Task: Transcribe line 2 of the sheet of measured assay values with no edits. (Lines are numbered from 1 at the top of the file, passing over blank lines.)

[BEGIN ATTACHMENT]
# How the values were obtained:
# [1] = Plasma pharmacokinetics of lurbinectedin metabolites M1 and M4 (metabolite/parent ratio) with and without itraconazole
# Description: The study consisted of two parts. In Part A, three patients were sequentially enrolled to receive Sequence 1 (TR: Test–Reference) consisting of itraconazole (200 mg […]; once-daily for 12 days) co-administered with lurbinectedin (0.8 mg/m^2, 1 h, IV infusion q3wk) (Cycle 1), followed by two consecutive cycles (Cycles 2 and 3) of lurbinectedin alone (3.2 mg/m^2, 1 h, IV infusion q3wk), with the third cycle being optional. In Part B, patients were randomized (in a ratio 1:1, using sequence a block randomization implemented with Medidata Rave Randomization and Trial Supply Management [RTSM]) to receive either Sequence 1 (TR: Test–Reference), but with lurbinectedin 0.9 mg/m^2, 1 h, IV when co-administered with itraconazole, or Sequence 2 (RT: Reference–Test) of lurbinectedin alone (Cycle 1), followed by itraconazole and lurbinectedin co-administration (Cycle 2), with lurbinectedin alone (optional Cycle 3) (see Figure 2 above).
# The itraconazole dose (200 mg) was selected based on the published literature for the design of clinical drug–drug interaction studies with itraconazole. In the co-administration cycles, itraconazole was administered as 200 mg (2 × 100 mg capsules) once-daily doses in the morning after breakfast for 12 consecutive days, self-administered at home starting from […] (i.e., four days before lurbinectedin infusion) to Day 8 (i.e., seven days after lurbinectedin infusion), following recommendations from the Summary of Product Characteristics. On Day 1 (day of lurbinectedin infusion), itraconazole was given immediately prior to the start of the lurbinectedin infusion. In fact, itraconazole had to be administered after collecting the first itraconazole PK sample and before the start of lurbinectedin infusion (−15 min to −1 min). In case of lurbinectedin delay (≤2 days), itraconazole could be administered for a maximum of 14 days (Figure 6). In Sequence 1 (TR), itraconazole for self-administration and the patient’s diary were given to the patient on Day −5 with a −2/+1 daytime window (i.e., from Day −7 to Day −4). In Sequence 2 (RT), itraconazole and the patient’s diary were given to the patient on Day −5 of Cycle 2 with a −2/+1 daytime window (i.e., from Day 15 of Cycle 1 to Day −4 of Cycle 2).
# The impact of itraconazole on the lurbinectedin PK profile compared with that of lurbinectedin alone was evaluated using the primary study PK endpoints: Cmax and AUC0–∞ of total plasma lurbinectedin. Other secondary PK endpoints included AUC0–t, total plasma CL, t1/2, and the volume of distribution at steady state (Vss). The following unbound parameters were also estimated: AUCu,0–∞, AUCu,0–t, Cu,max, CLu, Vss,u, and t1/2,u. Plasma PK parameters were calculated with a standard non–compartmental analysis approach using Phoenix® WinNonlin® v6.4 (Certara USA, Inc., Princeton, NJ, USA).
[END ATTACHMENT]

# [1] = Plasma pharmacokinetics of lurbinectedin metabolites M1 and M4 (metabolite/parent ratio) with and without itraconazole